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Aggregation of Heterogeneous Beliefs

  • Elyès Jouini

    ()

    (CEREMADE - CEntre de REcherches en MAthématiques de la DEcision - CNRS : UMR7534 - Université Paris Dauphine - Paris IX)

  • Clotilde Napp

    (DRM - Dauphine Recherches en Management - CNRS : UMR7088 - Université Paris Dauphine - Paris IX)

This paper is a generalization of Calvet et al. (2002) to a dynamic setting. We propose a method to aggregate heterogeneous individual probability beliefs, in dynamic and complete asset markets, into a single consensus probability belief. This consensus probability belief, if commonly shared by all investors, generates the same equilibrium prices as well as the same individual marginal valuation as in the original heterogeneous probability beliefs setting. As in Calvet et al. (2002), the construction stands on a fictitious adjustment of the market portfolio. The adjustment process reflects the aggregation bias due to the diversity of beliefs. In this setting, the construction of a representative agent is shown to be also valid.

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Paper provided by HAL in its series Post-Print with number halshs-00176505.

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Date of creation: 01 Sep 2006
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Publication status: Published, Journal of Mathematical Economics, 2006, 752-770
Handle: RePEc:hal:journl:halshs-00176505
Note: View the original document on HAL open archive server: http://halshs.archives-ouvertes.fr/halshs-00176505/en/
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  1. Basak, Suleyman & Cuoco, Domenico, 1998. "An Equilibrium Model with Restricted Stock Market Participation," Review of Financial Studies, Society for Financial Studies, vol. 11(2), pages 309-41.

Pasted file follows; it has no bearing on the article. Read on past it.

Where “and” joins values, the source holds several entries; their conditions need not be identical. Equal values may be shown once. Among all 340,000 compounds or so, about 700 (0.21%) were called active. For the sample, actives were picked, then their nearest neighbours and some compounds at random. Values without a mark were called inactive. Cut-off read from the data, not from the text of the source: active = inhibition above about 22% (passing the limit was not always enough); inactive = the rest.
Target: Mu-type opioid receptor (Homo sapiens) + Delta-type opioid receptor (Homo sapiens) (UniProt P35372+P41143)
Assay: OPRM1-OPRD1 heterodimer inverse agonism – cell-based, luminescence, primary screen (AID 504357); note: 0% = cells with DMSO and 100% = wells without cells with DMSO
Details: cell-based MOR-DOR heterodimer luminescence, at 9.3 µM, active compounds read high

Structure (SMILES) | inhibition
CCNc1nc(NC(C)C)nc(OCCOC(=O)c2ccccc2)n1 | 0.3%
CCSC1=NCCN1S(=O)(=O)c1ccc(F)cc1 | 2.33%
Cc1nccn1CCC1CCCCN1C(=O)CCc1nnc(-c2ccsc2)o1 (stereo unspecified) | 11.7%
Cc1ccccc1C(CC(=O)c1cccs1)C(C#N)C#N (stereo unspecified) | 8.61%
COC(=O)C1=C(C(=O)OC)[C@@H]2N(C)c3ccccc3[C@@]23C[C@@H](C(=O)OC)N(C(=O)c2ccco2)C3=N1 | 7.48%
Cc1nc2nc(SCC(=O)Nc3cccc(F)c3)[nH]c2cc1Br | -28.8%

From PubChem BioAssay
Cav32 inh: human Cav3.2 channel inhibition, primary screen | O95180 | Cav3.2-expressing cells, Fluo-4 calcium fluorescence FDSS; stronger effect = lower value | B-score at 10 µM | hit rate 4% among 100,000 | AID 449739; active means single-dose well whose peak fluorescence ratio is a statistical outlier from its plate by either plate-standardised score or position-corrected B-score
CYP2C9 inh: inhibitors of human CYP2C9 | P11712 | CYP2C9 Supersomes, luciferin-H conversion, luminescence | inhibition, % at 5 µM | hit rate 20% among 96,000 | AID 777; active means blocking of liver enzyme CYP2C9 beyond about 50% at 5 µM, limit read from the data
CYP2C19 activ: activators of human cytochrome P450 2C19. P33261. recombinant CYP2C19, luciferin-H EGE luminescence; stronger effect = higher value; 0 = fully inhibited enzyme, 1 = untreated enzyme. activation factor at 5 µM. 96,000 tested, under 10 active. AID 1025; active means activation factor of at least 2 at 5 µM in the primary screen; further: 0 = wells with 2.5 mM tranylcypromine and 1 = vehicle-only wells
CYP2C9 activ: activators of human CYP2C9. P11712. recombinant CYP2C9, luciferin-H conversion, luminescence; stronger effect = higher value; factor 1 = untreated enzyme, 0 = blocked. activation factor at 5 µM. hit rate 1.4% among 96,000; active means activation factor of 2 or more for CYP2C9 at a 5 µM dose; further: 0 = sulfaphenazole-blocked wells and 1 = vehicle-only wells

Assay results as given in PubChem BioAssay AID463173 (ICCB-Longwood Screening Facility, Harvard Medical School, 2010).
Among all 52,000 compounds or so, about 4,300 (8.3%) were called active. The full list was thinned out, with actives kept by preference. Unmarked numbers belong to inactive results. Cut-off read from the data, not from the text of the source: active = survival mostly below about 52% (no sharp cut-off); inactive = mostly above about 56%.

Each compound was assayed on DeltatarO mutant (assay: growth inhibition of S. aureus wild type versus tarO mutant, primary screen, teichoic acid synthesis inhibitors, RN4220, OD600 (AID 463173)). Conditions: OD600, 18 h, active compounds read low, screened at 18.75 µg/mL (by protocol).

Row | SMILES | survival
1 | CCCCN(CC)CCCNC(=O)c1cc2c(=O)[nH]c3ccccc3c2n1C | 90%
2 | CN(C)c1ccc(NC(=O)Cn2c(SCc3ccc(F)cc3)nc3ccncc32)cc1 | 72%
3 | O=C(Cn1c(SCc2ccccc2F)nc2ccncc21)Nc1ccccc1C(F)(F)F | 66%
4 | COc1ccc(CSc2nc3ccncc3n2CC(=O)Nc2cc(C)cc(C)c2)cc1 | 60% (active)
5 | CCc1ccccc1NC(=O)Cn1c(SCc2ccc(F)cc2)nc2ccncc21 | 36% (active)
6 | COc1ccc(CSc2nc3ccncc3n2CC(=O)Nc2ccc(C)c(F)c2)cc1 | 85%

2. Ely�s Jouini & Clotilde Napp, 2007. "Consensus Consumer and Intertemporal Asset Pricing with Heterogeneous Beliefs," Review of Economic Studies, Oxford University Press, vol. 74(4), pages 1149-1174.
  3. Rubinstein, Mark, 1974. "An aggregation theorem for securities markets," Journal of Financial Economics, Elsevier, vol. 1(3), pages 225-244, September.
  4. Zapatero, Fernando, 1998. "Effects of financial innovations on market volatility when beliefs are heterogeneous," Journal of Economic Dynamics and Control, Elsevier, vol. 22(4), pages 597-626, April.
  5. Rubinstein, Mark, 1976. "The Strong Case for the Generalized Logarithmic Utility Model as the Premier Model of Financial Markets," Journal of Finance, American Finance Association, vol. 31(2), pages 551-71, May.
  6. Laurent Calvet & Jean-Michel Grandmont & Isabelle Lemaire, 2001. "Aggregation of Heterogenous Beliefs and Asset Pricing in Complete Financial Markets," Working Papers 2001-01, Centre de Recherche en Economie et Statistique.
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